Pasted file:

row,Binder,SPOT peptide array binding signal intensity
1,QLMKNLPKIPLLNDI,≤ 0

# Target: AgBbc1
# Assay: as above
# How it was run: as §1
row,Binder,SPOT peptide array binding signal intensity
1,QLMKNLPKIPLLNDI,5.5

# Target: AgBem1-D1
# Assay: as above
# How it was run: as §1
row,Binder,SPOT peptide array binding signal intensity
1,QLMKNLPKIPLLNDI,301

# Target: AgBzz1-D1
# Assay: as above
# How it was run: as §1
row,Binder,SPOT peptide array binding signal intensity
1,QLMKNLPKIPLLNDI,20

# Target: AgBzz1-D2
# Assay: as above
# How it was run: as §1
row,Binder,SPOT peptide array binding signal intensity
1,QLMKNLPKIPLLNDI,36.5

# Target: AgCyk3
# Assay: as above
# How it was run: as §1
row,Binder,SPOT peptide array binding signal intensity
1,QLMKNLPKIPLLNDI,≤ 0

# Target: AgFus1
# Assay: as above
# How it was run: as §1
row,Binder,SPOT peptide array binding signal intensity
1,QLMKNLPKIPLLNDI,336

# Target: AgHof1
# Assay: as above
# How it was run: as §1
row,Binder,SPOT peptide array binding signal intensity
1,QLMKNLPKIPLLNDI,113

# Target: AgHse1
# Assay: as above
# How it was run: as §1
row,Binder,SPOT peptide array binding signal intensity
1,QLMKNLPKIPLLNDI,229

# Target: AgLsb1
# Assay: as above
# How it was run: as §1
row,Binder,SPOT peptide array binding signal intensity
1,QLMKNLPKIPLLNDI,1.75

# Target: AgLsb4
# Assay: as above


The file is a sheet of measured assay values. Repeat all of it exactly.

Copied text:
row,Binder,SPOT peptide array binding signal intensity
1,QLMKNLPKIPLLNDI,≤ 0

# Target: AgBbc1
# Assay: as above
# How it was run: as §1
row,Binder,SPOT peptide array binding signal intensity
1,QLMKNLPKIPLLNDI,5.5

# Target: AgBem1-D1
# Assay: as above
# How it was run: as §1
row,Binder,SPOT peptide array binding signal intensity
1,QLMKNLPKIPLLNDI,301

# Target: AgBzz1-D1
# Assay: as above
# How it was run: as §1
row,Binder,SPOT peptide array binding signal intensity
1,QLMKNLPKIPLLNDI,20

# Target: AgBzz1-D2
# Assay: as above
# How it was run: as §1
row,Binder,SPOT peptide array binding signal intensity
1,QLMKNLPKIPLLNDI,36.5

# Target: AgCyk3
# Assay: as above
# How it was run: as §1
row,Binder,SPOT peptide array binding signal intensity
1,QLMKNLPKIPLLNDI,≤ 0

# Target: AgFus1
# Assay: as above
# How it was run: as §1
row,Binder,SPOT peptide array binding signal intensity
1,QLMKNLPKIPLLNDI,336

# Target: AgHof1
# Assay: as above
# How it was run: as §1
row,Binder,SPOT peptide array binding signal intensity
1,QLMKNLPKIPLLNDI,113

# Target: AgHse1
# Assay: as above
# How it was run: as §1
row,Binder,SPOT peptide array binding signal intensity
1,QLMKNLPKIPLLNDI,229

# Target: AgLsb1
# Assay: as above
# How it was run: as §1
row,Binder,SPOT peptide array binding signal intensity
1,QLMKNLPKIPLLNDI,1.75

# Target: AgLsb4
# Assay: as above